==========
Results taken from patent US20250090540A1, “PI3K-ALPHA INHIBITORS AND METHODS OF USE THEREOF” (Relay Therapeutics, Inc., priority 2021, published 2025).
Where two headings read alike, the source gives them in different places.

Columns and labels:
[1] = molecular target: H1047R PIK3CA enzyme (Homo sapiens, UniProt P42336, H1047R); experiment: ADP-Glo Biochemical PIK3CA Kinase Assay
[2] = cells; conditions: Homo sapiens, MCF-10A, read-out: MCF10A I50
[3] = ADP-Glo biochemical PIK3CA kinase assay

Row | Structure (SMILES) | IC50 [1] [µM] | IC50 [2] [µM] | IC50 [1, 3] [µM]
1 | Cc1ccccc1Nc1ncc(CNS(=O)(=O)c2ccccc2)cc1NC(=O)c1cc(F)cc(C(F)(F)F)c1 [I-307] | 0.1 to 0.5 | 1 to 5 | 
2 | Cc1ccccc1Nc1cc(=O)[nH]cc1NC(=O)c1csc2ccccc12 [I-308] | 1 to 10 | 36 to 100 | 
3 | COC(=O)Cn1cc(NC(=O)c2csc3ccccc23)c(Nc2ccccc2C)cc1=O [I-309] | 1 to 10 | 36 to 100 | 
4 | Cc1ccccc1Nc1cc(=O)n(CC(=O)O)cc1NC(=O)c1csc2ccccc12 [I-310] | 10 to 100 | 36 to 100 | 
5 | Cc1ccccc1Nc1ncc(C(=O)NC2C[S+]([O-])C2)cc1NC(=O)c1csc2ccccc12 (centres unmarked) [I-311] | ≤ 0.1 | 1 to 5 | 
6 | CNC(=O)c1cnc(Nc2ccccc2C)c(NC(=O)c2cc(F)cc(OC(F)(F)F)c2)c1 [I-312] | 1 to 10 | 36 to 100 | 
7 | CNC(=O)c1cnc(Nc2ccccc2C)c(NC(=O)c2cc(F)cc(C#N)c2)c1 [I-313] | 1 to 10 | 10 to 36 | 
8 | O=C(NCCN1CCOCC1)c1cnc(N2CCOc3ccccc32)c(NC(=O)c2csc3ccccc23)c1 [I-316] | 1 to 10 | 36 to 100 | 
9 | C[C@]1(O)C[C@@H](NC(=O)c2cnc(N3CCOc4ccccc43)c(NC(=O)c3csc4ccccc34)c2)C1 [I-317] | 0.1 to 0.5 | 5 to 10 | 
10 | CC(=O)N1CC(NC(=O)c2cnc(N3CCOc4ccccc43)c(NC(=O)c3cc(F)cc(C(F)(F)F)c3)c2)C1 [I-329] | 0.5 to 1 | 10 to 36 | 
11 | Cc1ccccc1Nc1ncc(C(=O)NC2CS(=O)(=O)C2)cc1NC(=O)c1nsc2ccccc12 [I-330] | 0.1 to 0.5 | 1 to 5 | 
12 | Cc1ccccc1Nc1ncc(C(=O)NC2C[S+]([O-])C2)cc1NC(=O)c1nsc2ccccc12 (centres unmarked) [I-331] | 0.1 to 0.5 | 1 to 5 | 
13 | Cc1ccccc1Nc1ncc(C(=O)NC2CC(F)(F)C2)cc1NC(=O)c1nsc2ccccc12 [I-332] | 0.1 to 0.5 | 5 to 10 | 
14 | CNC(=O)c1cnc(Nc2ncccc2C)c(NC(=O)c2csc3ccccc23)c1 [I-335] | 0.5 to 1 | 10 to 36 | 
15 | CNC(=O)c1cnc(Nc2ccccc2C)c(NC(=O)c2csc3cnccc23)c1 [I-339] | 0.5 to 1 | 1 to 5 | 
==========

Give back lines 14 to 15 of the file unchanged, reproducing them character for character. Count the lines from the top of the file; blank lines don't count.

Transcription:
7 | CNC(=O)c1cnc(Nc2ccccc2C)c(NC(=O)c2cc(F)cc(C#N)c2)c1 [I-313] | 1 to 10 | 10 to 36 | 
8 | O=C(NCCN1CCOCC1)c1cnc(N2CCOc3ccccc32)c(NC(=O)c2csc3ccccc23)c1 [I-316] | 1 to 10 | 36 to 100 | 